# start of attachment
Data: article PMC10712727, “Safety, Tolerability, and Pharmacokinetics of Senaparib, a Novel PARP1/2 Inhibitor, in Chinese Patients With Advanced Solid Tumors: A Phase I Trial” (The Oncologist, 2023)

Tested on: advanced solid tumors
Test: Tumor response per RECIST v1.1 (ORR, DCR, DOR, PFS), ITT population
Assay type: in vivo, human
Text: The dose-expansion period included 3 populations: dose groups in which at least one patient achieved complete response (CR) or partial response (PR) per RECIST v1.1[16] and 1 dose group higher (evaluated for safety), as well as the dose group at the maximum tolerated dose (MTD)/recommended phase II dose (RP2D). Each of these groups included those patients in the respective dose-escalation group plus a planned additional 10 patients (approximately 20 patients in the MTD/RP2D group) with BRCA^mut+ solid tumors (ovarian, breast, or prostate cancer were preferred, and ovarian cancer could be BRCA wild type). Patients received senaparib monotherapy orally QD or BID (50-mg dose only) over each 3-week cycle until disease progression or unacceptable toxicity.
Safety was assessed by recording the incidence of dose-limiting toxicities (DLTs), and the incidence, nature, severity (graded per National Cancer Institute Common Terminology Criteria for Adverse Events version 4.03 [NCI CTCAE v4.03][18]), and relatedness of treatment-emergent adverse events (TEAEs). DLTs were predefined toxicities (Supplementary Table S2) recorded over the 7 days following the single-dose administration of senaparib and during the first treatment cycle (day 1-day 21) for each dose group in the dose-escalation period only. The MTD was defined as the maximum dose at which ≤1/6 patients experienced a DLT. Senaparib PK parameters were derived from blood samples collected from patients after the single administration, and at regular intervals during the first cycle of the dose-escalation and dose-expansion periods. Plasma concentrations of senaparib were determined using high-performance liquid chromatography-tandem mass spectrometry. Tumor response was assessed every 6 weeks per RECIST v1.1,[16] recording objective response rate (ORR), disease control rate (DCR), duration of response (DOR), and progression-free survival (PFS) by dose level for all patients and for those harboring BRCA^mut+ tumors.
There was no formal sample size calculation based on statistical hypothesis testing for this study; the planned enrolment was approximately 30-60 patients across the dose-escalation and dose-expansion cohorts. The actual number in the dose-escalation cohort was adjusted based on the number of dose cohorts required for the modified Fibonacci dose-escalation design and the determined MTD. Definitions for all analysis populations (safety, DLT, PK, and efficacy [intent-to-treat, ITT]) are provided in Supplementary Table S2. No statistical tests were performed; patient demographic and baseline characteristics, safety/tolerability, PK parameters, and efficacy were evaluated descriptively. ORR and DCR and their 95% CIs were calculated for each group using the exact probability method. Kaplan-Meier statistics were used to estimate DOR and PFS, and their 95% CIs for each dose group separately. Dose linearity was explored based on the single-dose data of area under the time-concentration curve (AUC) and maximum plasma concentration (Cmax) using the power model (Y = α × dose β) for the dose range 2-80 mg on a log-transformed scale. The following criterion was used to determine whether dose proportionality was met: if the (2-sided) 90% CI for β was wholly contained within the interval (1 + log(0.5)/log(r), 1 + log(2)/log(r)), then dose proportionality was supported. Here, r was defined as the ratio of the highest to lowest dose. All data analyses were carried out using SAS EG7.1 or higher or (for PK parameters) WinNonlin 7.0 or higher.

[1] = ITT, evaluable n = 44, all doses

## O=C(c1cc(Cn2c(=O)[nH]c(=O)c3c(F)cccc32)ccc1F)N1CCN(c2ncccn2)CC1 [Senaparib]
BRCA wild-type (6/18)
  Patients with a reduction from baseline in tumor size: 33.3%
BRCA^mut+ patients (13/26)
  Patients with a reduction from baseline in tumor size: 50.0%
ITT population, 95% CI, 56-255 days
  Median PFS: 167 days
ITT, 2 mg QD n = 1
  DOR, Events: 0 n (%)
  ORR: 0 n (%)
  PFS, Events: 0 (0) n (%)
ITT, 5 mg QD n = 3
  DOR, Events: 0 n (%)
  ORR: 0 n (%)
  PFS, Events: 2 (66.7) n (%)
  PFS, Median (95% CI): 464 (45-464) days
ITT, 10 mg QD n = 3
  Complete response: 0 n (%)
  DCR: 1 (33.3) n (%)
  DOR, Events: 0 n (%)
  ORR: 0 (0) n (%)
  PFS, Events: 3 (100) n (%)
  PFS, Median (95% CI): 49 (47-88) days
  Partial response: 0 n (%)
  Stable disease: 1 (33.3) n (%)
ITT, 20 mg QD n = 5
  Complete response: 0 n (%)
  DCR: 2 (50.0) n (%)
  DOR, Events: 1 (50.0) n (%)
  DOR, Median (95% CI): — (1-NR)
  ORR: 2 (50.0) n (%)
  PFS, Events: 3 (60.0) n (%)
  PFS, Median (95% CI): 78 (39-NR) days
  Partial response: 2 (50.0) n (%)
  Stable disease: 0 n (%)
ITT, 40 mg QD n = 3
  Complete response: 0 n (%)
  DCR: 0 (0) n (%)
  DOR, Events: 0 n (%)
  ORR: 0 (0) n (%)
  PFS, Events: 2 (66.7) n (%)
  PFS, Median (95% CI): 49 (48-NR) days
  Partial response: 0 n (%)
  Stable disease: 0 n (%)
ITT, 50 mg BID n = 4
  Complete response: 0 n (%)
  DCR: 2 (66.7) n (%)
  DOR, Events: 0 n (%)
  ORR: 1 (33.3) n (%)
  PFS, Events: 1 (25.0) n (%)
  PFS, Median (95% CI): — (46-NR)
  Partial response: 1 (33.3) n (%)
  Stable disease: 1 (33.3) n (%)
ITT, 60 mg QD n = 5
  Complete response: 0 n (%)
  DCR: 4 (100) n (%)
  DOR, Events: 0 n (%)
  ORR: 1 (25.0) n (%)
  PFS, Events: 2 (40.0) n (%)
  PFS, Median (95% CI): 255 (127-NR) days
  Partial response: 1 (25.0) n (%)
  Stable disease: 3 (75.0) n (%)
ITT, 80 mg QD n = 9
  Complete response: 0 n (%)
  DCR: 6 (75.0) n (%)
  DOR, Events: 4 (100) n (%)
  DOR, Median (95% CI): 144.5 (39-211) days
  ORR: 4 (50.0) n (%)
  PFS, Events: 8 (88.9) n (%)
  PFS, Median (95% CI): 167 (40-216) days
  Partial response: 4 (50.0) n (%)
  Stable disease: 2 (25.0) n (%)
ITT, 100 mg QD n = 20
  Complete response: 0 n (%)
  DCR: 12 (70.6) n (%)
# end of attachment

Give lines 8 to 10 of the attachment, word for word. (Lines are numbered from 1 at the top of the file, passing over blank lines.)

[1] = ITT, evaluable n = 44, all doses

## O=C(c1cc(Cn2c(=O)[nH]c(=O)c3c(F)cccc32)ccc1F)N1CCN(c2ncccn2)CC1 [Senaparib]
BRCA wild-type (6/18)